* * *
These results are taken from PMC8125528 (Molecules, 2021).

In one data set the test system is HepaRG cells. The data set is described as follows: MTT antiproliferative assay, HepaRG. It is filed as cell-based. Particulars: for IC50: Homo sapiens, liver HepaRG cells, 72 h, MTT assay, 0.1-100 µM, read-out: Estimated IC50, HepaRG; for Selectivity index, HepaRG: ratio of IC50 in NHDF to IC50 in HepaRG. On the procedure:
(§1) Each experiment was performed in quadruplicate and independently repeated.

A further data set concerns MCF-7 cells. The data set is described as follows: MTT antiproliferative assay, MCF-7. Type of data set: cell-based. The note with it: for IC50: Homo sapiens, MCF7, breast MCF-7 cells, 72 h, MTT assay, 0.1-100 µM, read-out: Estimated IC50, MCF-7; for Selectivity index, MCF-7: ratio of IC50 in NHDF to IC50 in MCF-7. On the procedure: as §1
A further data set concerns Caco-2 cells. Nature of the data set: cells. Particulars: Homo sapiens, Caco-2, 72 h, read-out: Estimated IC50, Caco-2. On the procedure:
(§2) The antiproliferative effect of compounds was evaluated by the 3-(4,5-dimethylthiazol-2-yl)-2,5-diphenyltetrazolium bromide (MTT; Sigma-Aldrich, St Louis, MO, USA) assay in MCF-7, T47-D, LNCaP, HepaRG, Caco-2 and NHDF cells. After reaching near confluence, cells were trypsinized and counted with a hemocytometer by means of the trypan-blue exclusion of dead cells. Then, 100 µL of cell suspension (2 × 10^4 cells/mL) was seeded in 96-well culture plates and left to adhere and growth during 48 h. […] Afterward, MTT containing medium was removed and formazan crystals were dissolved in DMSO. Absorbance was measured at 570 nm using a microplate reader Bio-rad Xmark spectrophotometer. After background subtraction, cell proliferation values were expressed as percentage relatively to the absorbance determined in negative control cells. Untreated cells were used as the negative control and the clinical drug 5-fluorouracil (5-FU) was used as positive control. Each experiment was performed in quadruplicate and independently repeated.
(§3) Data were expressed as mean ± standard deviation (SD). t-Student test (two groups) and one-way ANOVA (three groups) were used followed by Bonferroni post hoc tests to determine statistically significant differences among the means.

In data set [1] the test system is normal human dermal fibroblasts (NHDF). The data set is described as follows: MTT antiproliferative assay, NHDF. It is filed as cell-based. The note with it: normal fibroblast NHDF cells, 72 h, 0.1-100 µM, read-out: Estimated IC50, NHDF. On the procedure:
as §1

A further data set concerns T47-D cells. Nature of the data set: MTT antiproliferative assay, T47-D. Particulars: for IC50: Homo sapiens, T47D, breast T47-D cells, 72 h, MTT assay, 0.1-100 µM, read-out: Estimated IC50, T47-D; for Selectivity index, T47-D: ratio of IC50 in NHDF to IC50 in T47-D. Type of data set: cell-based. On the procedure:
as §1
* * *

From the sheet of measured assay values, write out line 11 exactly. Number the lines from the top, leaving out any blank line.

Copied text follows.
as §1